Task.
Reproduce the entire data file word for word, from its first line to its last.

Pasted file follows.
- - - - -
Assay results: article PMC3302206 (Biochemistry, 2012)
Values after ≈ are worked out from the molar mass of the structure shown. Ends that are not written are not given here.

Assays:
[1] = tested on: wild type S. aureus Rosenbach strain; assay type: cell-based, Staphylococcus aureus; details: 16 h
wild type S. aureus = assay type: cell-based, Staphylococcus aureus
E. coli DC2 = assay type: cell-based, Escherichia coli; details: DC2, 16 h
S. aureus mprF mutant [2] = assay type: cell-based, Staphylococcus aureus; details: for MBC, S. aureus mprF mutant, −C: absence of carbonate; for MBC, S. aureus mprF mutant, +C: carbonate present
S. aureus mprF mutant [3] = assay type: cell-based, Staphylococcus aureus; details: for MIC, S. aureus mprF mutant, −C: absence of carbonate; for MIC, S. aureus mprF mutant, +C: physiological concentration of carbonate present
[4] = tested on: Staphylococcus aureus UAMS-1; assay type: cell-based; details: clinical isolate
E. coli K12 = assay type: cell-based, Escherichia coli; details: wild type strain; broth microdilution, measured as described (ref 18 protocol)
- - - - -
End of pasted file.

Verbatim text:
Assay results: article PMC3302206 (Biochemistry, 2012)
Values after ≈ are worked out from the molar mass of the structure shown. Ends that are not written are not given here.

Assays:
[1] = tested on: wild type S. aureus Rosenbach strain; assay type: cell-based, Staphylococcus aureus; details: 16 h
wild type S. aureus = assay type: cell-based, Staphylococcus aureus
E. coli DC2 = assay type: cell-based, Escherichia coli; details: DC2, 16 h
S. aureus mprF mutant [2] = assay type: cell-based, Staphylococcus aureus; details: for MBC, S. aureus mprF mutant, −C: absence of carbonate; for MBC, S. aureus mprF mutant, +C: carbonate present
S. aureus mprF mutant [3] = assay type: cell-based, Staphylococcus aureus; details: for MIC, S. aureus mprF mutant, −C: absence of carbonate; for MIC, S. aureus mprF mutant, +C: physiological concentration of carbonate present
[4] = tested on: Staphylococcus aureus UAMS-1; assay type: cell-based; details: clinical isolate
E. coli K12 = assay type: cell-based, Escherichia coli; details: wild type strain; broth microdilution, measured as described (ref 18 protocol)